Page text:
11. The Nez Perce War • In the 1870s gold was found on the Nez Perce land of Idaho and also ranchers wanted the land for cattle. • The Nez Perce were told to leave and move onto a reservation by O.O. Howard, but refused and arm conflict began. • The Nez Perce were able to defeat the U.S. Calvary at the Battle of White Bird Canyon, but were sent on retreat in the Battle of Big Hole • The leader of the Nez Perce, Chief Joseph, led his people in an escape to Canada known as the Great Flight, but were caught five miles from Canada and sent to Oklahoma.

    12. Red Cloud’s War • In 1863 gold was discovered in Montana bringing in many white settlers into the Northern Plains region. • To get the gold from Montana to Fort Laramie in Wyoming a stagecoach trail was created called the Bozeman Trail through Indian territory. • In 1867-1868 a Peace commission was sent to handle Indian complaints and uprisings, the new treaties placed Indians on smaller reservations and took from them the best lands for farming, hunting, and also precious mineral reserves (gold).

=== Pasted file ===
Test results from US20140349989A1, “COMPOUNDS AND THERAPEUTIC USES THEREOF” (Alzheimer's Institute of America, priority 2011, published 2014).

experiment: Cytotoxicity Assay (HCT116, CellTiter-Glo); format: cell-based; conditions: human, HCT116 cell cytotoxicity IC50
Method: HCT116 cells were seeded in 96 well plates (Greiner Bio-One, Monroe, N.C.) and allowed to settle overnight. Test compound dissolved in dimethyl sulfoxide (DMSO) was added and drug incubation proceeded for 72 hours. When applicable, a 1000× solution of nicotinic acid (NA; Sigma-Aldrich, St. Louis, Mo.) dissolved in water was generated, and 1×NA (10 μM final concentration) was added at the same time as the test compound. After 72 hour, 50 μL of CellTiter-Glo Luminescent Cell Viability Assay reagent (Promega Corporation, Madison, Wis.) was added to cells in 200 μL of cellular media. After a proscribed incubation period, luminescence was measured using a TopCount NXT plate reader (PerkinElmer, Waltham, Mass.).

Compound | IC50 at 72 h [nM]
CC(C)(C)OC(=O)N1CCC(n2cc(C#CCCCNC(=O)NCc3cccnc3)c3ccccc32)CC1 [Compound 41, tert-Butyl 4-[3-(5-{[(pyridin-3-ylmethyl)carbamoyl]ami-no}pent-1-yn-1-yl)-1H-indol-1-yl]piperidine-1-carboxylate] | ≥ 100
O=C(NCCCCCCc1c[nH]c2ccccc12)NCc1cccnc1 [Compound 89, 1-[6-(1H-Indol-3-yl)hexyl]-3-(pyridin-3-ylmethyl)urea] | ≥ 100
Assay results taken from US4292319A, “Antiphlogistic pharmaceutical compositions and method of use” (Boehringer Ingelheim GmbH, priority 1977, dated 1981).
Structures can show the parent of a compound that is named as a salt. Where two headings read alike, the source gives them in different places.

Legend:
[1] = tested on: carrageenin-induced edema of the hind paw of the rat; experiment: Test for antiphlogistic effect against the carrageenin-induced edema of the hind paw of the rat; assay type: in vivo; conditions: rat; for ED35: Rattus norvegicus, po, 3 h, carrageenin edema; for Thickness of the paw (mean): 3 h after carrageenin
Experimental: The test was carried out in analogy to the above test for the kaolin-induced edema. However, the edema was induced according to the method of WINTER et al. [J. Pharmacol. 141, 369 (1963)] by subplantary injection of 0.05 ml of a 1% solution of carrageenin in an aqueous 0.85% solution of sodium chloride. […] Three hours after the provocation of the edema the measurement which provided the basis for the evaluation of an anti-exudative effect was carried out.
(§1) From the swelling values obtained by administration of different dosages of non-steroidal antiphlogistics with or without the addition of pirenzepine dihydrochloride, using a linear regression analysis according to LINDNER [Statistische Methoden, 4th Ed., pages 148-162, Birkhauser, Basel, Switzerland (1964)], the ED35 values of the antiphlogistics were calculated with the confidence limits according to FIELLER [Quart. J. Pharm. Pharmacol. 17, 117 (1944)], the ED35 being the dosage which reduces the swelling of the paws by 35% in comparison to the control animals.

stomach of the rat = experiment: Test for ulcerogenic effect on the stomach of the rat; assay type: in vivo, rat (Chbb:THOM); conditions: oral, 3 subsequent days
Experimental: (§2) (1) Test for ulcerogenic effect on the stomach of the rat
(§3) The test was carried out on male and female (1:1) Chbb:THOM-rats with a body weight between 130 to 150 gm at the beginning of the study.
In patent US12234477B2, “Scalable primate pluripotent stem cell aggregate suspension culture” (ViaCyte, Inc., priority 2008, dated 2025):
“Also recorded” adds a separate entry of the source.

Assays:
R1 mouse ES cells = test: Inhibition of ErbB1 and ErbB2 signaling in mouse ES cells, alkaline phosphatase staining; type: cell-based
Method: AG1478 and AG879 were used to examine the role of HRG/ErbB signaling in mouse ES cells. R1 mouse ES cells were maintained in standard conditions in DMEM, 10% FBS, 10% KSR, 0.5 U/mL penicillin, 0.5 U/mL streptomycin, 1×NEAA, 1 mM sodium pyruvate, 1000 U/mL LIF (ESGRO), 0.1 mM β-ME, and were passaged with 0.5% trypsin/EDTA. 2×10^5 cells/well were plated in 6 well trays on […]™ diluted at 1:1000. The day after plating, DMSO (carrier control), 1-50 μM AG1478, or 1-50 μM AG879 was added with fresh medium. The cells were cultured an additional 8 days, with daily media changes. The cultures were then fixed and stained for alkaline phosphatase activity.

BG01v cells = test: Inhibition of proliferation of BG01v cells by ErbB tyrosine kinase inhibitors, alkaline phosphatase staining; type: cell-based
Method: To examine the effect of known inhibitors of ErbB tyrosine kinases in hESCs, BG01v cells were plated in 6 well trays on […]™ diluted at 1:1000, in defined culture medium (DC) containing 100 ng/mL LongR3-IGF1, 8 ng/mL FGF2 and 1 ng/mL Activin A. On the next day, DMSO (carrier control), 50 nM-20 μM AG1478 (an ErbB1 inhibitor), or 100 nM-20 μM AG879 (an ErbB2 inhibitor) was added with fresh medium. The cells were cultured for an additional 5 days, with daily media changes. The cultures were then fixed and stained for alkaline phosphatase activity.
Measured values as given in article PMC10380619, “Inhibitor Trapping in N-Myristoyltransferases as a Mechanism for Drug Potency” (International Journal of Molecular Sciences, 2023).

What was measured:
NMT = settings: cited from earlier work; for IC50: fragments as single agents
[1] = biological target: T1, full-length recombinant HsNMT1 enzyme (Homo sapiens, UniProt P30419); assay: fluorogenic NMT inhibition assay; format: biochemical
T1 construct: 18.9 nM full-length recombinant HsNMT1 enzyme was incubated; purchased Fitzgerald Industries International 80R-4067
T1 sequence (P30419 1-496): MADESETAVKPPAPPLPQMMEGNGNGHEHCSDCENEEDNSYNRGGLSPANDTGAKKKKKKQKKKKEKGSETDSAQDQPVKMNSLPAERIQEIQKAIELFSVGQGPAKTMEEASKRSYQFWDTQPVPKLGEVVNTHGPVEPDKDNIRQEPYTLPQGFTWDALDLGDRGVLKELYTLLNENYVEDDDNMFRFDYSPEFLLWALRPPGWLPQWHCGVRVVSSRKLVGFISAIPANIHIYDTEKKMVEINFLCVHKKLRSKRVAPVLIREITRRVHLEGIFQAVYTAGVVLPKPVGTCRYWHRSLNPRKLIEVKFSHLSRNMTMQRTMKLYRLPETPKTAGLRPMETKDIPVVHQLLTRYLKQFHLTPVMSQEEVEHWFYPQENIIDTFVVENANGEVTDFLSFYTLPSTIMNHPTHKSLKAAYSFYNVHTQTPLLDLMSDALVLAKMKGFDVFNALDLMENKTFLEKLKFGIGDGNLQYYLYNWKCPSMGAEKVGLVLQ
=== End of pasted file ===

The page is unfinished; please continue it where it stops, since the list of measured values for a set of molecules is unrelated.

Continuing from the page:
13. Red Cloud’s War • Chief Red Cloud of the Lakota refused to sign any more treaties and threatened resistance to any white encroachment. • Chief Red Cloud with the aid of Crazy Horse led raids against the Bozeman trail effectively shutting it down. • To protect the route Captain William Fetterman was sent with the 18th infantry, but was defeated in the Fetterman Massacre or the Battle of a Hundred Slain.